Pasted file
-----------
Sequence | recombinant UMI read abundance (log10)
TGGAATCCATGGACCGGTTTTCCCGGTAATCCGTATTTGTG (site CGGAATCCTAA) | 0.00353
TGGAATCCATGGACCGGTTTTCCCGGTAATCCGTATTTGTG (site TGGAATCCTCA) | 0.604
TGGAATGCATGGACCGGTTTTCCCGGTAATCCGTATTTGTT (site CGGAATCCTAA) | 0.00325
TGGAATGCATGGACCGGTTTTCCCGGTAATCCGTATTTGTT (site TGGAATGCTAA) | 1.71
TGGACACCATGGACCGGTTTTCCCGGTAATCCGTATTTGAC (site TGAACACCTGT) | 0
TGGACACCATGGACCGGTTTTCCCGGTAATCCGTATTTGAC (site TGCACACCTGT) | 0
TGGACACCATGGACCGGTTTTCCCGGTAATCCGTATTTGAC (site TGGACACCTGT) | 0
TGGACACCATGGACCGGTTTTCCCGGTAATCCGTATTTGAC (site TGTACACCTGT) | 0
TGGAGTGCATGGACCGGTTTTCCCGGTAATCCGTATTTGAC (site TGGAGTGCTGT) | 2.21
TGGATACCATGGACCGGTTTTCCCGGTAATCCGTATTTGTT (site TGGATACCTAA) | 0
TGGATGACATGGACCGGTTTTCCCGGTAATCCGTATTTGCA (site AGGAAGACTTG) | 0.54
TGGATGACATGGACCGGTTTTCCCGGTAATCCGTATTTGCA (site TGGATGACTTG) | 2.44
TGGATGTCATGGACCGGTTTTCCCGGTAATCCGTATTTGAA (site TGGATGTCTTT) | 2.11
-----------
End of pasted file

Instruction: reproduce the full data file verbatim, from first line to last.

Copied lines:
Sequence | recombinant UMI read abundance (log10)
TGGAATCCATGGACCGGTTTTCCCGGTAATCCGTATTTGTG (site CGGAATCCTAA) | 0.00353
TGGAATCCATGGACCGGTTTTCCCGGTAATCCGTATTTGTG (site TGGAATCCTCA) | 0.604
TGGAATGCATGGACCGGTTTTCCCGGTAATCCGTATTTGTT (site CGGAATCCTAA) | 0.00325
TGGAATGCATGGACCGGTTTTCCCGGTAATCCGTATTTGTT (site TGGAATGCTAA) | 1.71
TGGACACCATGGACCGGTTTTCCCGGTAATCCGTATTTGAC (site TGAACACCTGT) | 0
TGGACACCATGGACCGGTTTTCCCGGTAATCCGTATTTGAC (site TGCACACCTGT) | 0
TGGACACCATGGACCGGTTTTCCCGGTAATCCGTATTTGAC (site TGGACACCTGT) | 0
TGGACACCATGGACCGGTTTTCCCGGTAATCCGTATTTGAC (site TGTACACCTGT) | 0
TGGAGTGCATGGACCGGTTTTCCCGGTAATCCGTATTTGAC (site TGGAGTGCTGT) | 2.21
TGGATACCATGGACCGGTTTTCCCGGTAATCCGTATTTGTT (site TGGATACCTAA) | 0
TGGATGACATGGACCGGTTTTCCCGGTAATCCGTATTTGCA (site AGGAAGACTTG) | 0.54
TGGATGACATGGACCGGTTTTCCCGGTAATCCGTATTTGCA (site TGGATGACTTG) | 2.44
TGGATGTCATGGACCGGTTTTCCCGGTAATCCGTATTTGAA (site TGGATGTCTTT) | 2.11